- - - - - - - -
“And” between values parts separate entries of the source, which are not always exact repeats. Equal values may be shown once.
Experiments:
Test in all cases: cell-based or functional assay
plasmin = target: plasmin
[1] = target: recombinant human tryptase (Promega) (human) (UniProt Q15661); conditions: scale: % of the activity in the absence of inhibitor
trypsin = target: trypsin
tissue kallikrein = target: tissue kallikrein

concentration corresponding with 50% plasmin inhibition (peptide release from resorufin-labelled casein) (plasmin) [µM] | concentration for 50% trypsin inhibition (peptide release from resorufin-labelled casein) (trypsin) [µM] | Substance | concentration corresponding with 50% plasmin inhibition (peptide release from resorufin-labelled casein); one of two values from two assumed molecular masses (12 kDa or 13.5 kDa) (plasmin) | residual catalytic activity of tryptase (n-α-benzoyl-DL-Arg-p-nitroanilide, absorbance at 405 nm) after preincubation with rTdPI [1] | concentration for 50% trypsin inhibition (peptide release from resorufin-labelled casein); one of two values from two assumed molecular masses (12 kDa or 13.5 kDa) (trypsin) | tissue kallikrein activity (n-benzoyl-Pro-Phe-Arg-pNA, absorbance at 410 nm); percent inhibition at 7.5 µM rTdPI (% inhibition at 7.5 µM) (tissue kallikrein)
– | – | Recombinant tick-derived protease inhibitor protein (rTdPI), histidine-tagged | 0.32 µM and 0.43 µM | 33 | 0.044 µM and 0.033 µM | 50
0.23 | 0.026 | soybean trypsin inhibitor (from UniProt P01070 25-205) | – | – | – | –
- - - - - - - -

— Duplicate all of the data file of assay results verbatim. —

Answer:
“And” between values parts separate entries of the source, which are not always exact repeats. Equal values may be shown once.
Experiments:
Test in all cases: cell-based or functional assay
plasmin = target: plasmin
[1] = target: recombinant human tryptase (Promega) (human) (UniProt Q15661); conditions: scale: % of the activity in the absence of inhibitor
trypsin = target: trypsin
tissue kallikrein = target: tissue kallikrein

concentration corresponding with 50% plasmin inhibition (peptide release from resorufin-labelled casein) (plasmin) [µM] | concentration for 50% trypsin inhibition (peptide release from resorufin-labelled casein) (trypsin) [µM] | Substance | concentration corresponding with 50% plasmin inhibition (peptide release from resorufin-labelled casein); one of two values from two assumed molecular masses (12 kDa or 13.5 kDa) (plasmin) | residual catalytic activity of tryptase (n-α-benzoyl-DL-Arg-p-nitroanilide, absorbance at 405 nm) after preincubation with rTdPI [1] | concentration for 50% trypsin inhibition (peptide release from resorufin-labelled casein); one of two values from two assumed molecular masses (12 kDa or 13.5 kDa) (trypsin) | tissue kallikrein activity (n-benzoyl-Pro-Phe-Arg-pNA, absorbance at 410 nm); percent inhibition at 7.5 µM rTdPI (% inhibition at 7.5 µM) (tissue kallikrein)
– | – | Recombinant tick-derived protease inhibitor protein (rTdPI), histidine-tagged | 0.32 µM and 0.43 µM | 33 | 0.044 µM and 0.033 µM | 50
0.23 | 0.026 | soybean trypsin inhibitor (from UniProt P01070 25-205) | – | – | – | –